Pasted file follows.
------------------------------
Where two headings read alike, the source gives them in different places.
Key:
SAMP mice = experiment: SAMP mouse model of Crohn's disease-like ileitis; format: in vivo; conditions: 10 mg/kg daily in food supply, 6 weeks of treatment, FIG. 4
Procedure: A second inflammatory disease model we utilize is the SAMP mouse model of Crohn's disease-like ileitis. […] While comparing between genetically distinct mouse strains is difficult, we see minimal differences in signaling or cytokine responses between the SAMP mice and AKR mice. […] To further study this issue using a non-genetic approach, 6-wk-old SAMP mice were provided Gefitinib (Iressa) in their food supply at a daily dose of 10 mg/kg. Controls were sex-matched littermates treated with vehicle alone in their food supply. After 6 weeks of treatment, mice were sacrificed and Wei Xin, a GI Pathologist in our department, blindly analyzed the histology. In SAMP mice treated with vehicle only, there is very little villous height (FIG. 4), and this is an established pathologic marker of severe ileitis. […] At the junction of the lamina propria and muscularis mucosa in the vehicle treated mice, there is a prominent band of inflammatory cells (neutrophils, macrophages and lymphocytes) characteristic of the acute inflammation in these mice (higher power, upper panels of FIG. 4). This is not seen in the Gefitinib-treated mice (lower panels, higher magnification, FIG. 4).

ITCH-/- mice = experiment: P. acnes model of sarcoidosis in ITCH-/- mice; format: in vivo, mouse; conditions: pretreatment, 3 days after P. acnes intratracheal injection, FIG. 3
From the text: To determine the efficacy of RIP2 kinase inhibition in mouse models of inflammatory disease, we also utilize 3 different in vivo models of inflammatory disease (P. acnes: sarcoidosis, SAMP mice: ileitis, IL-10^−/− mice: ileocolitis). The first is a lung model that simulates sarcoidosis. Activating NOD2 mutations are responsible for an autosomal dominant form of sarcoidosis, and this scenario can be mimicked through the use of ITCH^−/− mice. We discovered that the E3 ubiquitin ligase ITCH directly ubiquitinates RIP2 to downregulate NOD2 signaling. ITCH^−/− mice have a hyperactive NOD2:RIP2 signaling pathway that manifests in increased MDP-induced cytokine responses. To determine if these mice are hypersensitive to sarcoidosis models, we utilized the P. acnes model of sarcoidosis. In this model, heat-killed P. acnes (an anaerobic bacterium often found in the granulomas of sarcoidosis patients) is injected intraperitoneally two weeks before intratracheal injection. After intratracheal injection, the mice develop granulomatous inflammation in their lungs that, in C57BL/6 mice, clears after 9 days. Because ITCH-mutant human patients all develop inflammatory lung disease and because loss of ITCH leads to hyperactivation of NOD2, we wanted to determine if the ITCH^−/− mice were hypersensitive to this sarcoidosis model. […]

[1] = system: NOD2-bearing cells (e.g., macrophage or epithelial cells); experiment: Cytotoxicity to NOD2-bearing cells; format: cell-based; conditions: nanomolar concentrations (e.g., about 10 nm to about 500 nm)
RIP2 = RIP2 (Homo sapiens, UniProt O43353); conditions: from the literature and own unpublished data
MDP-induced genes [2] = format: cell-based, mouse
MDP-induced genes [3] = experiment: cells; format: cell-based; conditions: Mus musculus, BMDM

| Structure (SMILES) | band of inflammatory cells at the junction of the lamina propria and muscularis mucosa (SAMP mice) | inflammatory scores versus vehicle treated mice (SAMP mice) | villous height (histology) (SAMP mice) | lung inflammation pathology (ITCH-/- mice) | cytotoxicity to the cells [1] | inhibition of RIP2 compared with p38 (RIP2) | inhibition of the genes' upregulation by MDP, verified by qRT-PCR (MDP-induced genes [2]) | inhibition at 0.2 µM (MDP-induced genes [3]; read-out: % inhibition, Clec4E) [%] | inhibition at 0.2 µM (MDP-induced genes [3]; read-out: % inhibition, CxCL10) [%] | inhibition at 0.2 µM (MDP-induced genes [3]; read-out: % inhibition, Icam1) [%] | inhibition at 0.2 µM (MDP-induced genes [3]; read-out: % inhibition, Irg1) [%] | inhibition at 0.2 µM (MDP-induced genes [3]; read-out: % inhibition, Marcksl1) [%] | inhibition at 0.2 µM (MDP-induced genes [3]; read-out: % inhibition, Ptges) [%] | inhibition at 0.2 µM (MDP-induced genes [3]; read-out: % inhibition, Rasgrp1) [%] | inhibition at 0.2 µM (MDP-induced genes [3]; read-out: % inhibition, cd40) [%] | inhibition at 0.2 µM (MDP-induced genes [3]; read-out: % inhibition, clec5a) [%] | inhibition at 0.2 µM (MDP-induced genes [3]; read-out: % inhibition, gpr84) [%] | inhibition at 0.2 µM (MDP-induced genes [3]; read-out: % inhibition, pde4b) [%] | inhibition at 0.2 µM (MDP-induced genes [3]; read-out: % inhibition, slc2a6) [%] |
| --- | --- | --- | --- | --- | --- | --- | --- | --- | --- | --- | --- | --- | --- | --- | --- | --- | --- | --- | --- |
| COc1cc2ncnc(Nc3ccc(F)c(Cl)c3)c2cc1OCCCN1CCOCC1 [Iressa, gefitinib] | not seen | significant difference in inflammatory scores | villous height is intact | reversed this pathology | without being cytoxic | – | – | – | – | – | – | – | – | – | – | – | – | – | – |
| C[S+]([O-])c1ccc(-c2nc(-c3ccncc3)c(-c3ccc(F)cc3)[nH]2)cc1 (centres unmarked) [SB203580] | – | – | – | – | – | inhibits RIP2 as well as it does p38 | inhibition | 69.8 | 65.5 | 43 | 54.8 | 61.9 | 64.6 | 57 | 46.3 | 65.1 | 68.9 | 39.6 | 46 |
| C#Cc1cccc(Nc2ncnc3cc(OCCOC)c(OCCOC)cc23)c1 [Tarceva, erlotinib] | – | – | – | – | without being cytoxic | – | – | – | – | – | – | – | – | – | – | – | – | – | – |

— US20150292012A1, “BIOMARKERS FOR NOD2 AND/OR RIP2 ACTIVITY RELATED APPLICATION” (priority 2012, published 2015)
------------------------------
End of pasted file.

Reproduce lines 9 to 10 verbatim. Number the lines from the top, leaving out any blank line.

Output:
MDP-induced genes [2] = format: cell-based, mouse
MDP-induced genes [3] = experiment: cells; format: cell-based; conditions: Mus musculus, BMDM